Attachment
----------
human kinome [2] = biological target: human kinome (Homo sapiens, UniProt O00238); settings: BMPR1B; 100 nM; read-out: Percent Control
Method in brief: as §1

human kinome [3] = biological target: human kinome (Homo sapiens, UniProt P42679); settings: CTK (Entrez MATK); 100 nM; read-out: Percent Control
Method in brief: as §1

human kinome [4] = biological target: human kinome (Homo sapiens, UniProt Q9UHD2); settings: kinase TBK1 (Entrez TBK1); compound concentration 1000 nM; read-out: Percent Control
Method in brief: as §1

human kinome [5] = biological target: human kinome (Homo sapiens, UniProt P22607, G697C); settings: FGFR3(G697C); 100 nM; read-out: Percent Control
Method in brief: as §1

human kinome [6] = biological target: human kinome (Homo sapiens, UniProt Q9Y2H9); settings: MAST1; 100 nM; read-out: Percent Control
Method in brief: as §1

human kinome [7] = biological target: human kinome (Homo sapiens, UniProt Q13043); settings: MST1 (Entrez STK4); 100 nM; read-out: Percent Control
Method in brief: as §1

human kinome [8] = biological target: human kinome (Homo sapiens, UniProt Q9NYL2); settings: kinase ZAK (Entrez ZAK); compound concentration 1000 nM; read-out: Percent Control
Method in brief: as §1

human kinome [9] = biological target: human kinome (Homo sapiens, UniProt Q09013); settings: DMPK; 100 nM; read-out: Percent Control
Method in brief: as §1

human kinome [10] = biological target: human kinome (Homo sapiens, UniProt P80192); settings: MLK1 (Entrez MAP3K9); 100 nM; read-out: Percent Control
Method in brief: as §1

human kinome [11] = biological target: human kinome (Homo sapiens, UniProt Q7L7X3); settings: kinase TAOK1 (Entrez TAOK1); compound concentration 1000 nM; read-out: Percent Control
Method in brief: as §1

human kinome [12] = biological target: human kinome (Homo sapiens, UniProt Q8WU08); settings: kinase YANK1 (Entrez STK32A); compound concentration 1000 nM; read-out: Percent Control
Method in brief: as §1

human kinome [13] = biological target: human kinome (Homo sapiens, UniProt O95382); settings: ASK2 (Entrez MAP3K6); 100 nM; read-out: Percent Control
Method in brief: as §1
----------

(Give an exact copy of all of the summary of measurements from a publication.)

human kinome [2] = biological target: human kinome (Homo sapiens, UniProt O00238); settings: BMPR1B; 100 nM; read-out: Percent Control
Method in brief: as §1

human kinome [3] = biological target: human kinome (Homo sapiens, UniProt P42679); settings: CTK (Entrez MATK); 100 nM; read-out: Percent Control
Method in brief: as §1

human kinome [4] = biological target: human kinome (Homo sapiens, UniProt Q9UHD2); settings: kinase TBK1 (Entrez TBK1); compound concentration 1000 nM; read-out: Percent Control
Method in brief: as §1

human kinome [5] = biological target: human kinome (Homo sapiens, UniProt P22607, G697C); settings: FGFR3(G697C); 100 nM; read-out: Percent Control
Method in brief: as §1

human kinome [6] = biological target: human kinome (Homo sapiens, UniProt Q9Y2H9); settings: MAST1; 100 nM; read-out: Percent Control
Method in brief: as §1

human kinome [7] = biological target: human kinome (Homo sapiens, UniProt Q13043); settings: MST1 (Entrez STK4); 100 nM; read-out: Percent Control
Method in brief: as §1

human kinome [8] = biological target: human kinome (Homo sapiens, UniProt Q9NYL2); settings: kinase ZAK (Entrez ZAK); compound concentration 1000 nM; read-out: Percent Control
Method in brief: as §1

human kinome [9] = biological target: human kinome (Homo sapiens, UniProt Q09013); settings: DMPK; 100 nM; read-out: Percent Control
Method in brief: as §1

human kinome [10] = biological target: human kinome (Homo sapiens, UniProt P80192); settings: MLK1 (Entrez MAP3K9); 100 nM; read-out: Percent Control
Method in brief: as §1

human kinome [11] = biological target: human kinome (Homo sapiens, UniProt Q7L7X3); settings: kinase TAOK1 (Entrez TAOK1); compound concentration 1000 nM; read-out: Percent Control
Method in brief: as §1

human kinome [12] = biological target: human kinome (Homo sapiens, UniProt Q8WU08); settings: kinase YANK1 (Entrez STK32A); compound concentration 1000 nM; read-out: Percent Control
Method in brief: as §1

human kinome [13] = biological target: human kinome (Homo sapiens, UniProt O95382); settings: ASK2 (Entrez MAP3K6); 100 nM; read-out: Percent Control
Method in brief: as §1